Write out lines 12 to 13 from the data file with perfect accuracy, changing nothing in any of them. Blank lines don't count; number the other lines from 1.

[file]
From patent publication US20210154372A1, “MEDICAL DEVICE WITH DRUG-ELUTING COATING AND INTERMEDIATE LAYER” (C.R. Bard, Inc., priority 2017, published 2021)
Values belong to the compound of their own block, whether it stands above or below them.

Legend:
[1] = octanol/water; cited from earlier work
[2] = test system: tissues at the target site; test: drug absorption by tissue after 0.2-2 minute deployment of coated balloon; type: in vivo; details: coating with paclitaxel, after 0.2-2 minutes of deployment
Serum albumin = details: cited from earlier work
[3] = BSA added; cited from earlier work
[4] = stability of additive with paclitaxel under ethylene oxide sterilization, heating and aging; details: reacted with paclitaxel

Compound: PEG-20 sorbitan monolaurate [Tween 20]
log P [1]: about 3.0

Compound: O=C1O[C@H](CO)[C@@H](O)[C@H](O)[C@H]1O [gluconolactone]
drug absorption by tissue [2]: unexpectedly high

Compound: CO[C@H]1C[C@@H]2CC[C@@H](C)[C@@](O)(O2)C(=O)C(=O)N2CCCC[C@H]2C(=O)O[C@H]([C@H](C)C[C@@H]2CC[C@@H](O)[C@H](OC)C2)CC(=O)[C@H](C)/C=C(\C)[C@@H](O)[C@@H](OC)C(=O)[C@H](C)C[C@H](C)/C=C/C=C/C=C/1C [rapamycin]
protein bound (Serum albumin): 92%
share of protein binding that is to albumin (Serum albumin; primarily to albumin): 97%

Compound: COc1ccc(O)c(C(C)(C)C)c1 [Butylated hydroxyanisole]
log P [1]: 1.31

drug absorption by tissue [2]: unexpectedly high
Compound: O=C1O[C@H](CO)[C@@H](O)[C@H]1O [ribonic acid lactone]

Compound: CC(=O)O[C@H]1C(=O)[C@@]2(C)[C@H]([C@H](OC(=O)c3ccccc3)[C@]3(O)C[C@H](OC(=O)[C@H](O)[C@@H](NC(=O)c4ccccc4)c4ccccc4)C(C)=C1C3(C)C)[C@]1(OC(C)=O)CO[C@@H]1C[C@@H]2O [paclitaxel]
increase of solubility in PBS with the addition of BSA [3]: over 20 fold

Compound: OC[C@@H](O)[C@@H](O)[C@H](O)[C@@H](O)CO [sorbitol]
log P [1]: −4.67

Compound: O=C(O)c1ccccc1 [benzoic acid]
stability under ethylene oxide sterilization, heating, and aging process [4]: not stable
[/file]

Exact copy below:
drug absorption by tissue [2]: unexpectedly high

Compound: CO[C@H]1C[C@@H]2CC[C@@H](C)[C@@](O)(O2)C(=O)C(=O)N2CCCC[C@H]2C(=O)O[C@H]([C@H](C)C[C@@H]2CC[C@@H](O)[C@H](OC)C2)CC(=O)[C@H](C)/C=C(\C)[C@@H](O)[C@@H](OC)C(=O)[C@H](C)C[C@H](C)/C=C/C=C/C=C/1C [rapamycin]